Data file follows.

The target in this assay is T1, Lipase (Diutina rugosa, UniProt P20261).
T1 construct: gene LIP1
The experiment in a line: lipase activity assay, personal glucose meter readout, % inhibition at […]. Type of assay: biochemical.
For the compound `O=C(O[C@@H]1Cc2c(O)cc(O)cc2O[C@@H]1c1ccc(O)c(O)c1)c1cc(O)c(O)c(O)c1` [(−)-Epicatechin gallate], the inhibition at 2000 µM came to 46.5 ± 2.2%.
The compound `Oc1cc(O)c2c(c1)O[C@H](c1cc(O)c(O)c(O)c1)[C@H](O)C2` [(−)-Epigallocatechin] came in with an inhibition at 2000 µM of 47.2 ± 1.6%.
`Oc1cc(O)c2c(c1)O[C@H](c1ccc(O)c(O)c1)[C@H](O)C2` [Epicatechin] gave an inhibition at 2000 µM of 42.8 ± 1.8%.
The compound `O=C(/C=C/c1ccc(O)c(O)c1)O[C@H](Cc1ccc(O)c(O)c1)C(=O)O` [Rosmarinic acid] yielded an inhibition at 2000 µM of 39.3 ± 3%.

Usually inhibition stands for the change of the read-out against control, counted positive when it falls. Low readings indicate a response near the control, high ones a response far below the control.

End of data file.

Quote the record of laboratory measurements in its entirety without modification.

The target in this assay is T1, Lipase (Diutina rugosa, UniProt P20261).
T1 construct: gene LIP1
The experiment in a line: lipase activity assay, personal glucose meter readout, % inhibition at […]. Type of assay: biochemical.
For the compound `O=C(O[C@@H]1Cc2c(O)cc(O)cc2O[C@@H]1c1ccc(O)c(O)c1)c1cc(O)c(O)c(O)c1` [(−)-Epicatechin gallate], the inhibition at 2000 µM came to 46.5 ± 2.2%.
The compound `Oc1cc(O)c2c(c1)O[C@H](c1cc(O)c(O)c(O)c1)[C@H](O)C2` [(−)-Epigallocatechin] came in with an inhibition at 2000 µM of 47.2 ± 1.6%.
`Oc1cc(O)c2c(c1)O[C@H](c1ccc(O)c(O)c1)[C@H](O)C2` [Epicatechin] gave an inhibition at 2000 µM of 42.8 ± 1.8%.
The compound `O=C(/C=C/c1ccc(O)c(O)c1)O[C@H](Cc1ccc(O)c(O)c1)C(=O)O` [Rosmarinic acid] yielded an inhibition at 2000 µM of 39.3 ± 3%.

Usually inhibition stands for the change of the read-out against control, counted positive when it falls. Low readings indicate a response near the control, high ones a response far below the control.